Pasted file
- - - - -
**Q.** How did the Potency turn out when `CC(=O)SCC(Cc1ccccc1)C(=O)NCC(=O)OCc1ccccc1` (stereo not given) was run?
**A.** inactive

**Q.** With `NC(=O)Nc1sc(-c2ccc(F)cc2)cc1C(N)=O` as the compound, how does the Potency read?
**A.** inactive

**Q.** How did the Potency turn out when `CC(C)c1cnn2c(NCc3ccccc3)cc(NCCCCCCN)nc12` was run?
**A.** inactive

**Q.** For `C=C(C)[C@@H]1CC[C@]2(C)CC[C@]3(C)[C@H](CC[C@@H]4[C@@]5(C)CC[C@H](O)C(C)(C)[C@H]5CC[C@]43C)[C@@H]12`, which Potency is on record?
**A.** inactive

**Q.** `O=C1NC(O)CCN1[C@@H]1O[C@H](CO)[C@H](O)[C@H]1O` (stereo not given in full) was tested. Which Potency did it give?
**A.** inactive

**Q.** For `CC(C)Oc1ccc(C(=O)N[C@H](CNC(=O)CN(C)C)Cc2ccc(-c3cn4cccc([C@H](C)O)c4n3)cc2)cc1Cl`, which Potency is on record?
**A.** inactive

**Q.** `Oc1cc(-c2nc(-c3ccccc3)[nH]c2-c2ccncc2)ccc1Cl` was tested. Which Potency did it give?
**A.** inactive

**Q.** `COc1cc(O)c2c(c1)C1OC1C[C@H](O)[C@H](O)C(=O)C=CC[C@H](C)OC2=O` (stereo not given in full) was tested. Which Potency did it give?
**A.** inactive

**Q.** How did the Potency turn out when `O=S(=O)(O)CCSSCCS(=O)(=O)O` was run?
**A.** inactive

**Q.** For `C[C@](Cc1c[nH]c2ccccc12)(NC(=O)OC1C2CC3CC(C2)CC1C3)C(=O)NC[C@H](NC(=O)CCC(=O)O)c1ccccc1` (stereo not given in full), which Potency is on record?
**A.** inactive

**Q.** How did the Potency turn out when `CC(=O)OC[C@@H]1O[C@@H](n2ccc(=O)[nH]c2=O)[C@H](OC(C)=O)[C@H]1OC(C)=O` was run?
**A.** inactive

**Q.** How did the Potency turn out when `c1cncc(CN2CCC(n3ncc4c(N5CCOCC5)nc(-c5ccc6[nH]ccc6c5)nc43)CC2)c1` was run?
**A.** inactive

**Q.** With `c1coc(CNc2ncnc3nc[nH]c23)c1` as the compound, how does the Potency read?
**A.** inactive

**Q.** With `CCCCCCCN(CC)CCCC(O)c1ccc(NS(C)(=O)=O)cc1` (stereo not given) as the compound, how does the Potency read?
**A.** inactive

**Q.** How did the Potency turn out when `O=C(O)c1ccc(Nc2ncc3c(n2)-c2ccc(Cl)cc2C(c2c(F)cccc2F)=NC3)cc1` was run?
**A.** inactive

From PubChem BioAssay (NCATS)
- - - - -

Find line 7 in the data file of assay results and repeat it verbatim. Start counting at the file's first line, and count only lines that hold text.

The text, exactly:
**Q.** For `C=C(C)[C@@H]1CC[C@]2(C)CC[C@]3(C)[C@H](CC[C@@H]4[C@@]5(C)CC[C@H](O)C(C)(C)[C@H]5CC[C@]43C)[C@@H]12`, which Potency is on record?